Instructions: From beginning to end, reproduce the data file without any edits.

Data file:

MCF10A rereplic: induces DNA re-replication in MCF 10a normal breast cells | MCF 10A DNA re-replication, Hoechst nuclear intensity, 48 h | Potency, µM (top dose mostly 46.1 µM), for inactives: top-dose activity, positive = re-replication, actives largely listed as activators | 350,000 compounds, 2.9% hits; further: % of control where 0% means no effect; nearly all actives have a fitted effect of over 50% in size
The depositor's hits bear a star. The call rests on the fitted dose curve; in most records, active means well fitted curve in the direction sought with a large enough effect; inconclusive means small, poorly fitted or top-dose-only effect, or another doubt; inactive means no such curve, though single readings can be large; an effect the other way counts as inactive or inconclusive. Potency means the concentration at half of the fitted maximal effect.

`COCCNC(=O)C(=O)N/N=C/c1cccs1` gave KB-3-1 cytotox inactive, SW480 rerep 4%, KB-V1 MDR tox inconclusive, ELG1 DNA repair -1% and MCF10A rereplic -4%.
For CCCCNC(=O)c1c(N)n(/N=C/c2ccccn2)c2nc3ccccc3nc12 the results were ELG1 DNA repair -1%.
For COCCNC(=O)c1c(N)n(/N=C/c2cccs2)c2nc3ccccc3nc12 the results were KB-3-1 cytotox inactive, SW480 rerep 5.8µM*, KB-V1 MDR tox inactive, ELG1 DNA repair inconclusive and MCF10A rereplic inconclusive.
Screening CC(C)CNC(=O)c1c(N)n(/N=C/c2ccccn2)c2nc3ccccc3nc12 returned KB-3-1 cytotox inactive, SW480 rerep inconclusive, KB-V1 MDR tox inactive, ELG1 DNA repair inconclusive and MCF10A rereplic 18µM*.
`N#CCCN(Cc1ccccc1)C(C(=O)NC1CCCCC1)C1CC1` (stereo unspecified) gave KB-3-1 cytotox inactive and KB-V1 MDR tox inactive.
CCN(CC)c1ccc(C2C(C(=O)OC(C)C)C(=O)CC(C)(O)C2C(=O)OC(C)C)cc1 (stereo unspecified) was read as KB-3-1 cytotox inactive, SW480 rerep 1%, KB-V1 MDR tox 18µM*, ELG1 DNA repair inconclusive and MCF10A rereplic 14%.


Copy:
MCF10A rereplic: induces DNA re-replication in MCF 10a normal breast cells | MCF 10A DNA re-replication, Hoechst nuclear intensity, 48 h | Potency, µM (top dose mostly 46.1 µM), for inactives: top-dose activity, positive = re-replication, actives largely listed as activators | 350,000 compounds, 2.9% hits; further: % of control where 0% means no effect; nearly all actives have a fitted effect of over 50% in size
The depositor's hits bear a star. The call rests on the fitted dose curve; in most records, active means well fitted curve in the direction sought with a large enough effect; inconclusive means small, poorly fitted or top-dose-only effect, or another doubt; inactive means no such curve, though single readings can be large; an effect the other way counts as inactive or inconclusive. Potency means the concentration at half of the fitted maximal effect.

`COCCNC(=O)C(=O)N/N=C/c1cccs1` gave KB-3-1 cytotox inactive, SW480 rerep 4%, KB-V1 MDR tox inconclusive, ELG1 DNA repair -1% and MCF10A rereplic -4%.
For CCCCNC(=O)c1c(N)n(/N=C/c2ccccn2)c2nc3ccccc3nc12 the results were ELG1 DNA repair -1%.
For COCCNC(=O)c1c(N)n(/N=C/c2cccs2)c2nc3ccccc3nc12 the results were KB-3-1 cytotox inactive, SW480 rerep 5.8µM*, KB-V1 MDR tox inactive, ELG1 DNA repair inconclusive and MCF10A rereplic inconclusive.
Screening CC(C)CNC(=O)c1c(N)n(/N=C/c2ccccn2)c2nc3ccccc3nc12 returned KB-3-1 cytotox inactive, SW480 rerep inconclusive, KB-V1 MDR tox inactive, ELG1 DNA repair inconclusive and MCF10A rereplic 18µM*.
`N#CCCN(Cc1ccccc1)C(C(=O)NC1CCCCC1)C1CC1` (stereo unspecified) gave KB-3-1 cytotox inactive and KB-V1 MDR tox inactive.
CCN(CC)c1ccc(C2C(C(=O)OC(C)C)C(=O)CC(C)(O)C2C(=O)OC(C)C)cc1 (stereo unspecified) was read as KB-3-1 cytotox inactive, SW480 rerep 1%, KB-V1 MDR tox 18µM*, ELG1 DNA repair inconclusive and MCF10A rereplic 14%.